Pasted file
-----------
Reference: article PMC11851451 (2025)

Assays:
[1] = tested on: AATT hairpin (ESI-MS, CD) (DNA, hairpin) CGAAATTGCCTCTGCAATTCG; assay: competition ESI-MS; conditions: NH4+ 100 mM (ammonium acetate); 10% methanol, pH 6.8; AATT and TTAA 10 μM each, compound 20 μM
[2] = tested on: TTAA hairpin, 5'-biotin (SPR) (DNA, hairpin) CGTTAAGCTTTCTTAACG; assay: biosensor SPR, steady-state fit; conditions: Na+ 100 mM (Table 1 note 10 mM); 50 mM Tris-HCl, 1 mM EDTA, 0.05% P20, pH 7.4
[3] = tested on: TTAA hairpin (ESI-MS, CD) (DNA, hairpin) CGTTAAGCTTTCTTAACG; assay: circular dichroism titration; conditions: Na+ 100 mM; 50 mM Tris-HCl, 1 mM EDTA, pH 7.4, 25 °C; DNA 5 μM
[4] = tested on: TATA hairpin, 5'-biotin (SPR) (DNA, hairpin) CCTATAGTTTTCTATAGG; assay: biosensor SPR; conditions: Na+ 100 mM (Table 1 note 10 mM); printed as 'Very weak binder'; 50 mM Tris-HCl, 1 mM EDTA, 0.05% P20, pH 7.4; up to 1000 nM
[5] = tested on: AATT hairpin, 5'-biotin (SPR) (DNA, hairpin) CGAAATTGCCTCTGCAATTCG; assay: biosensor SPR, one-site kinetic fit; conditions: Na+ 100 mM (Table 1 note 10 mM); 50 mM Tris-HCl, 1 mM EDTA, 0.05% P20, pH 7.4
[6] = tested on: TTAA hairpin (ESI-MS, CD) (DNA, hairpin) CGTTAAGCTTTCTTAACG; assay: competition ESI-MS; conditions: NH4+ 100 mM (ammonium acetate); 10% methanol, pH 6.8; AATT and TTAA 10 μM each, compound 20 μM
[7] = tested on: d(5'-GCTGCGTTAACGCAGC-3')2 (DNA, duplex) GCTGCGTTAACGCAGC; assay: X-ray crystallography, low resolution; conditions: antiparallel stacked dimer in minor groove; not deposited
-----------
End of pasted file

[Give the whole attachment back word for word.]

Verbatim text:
Reference: article PMC11851451 (2025)

Assays:
[1] = tested on: AATT hairpin (ESI-MS, CD) (DNA, hairpin) CGAAATTGCCTCTGCAATTCG; assay: competition ESI-MS; conditions: NH4+ 100 mM (ammonium acetate); 10% methanol, pH 6.8; AATT and TTAA 10 μM each, compound 20 μM
[2] = tested on: TTAA hairpin, 5'-biotin (SPR) (DNA, hairpin) CGTTAAGCTTTCTTAACG; assay: biosensor SPR, steady-state fit; conditions: Na+ 100 mM (Table 1 note 10 mM); 50 mM Tris-HCl, 1 mM EDTA, 0.05% P20, pH 7.4
[3] = tested on: TTAA hairpin (ESI-MS, CD) (DNA, hairpin) CGTTAAGCTTTCTTAACG; assay: circular dichroism titration; conditions: Na+ 100 mM; 50 mM Tris-HCl, 1 mM EDTA, pH 7.4, 25 °C; DNA 5 μM
[4] = tested on: TATA hairpin, 5'-biotin (SPR) (DNA, hairpin) CCTATAGTTTTCTATAGG; assay: biosensor SPR; conditions: Na+ 100 mM (Table 1 note 10 mM); printed as 'Very weak binder'; 50 mM Tris-HCl, 1 mM EDTA, 0.05% P20, pH 7.4; up to 1000 nM
[5] = tested on: AATT hairpin, 5'-biotin (SPR) (DNA, hairpin) CGAAATTGCCTCTGCAATTCG; assay: biosensor SPR, one-site kinetic fit; conditions: Na+ 100 mM (Table 1 note 10 mM); 50 mM Tris-HCl, 1 mM EDTA, 0.05% P20, pH 7.4
[6] = tested on: TTAA hairpin (ESI-MS, CD) (DNA, hairpin) CGTTAAGCTTTCTTAACG; assay: competition ESI-MS; conditions: NH4+ 100 mM (ammonium acetate); 10% methanol, pH 6.8; AATT and TTAA 10 μM each, compound 20 μM
[7] = tested on: d(5'-GCTGCGTTAACGCAGC-3')2 (DNA, duplex) GCTGCGTTAACGCAGC; assay: X-ray crystallography, low resolution; conditions: antiparallel stacked dimer in minor groove; not deposited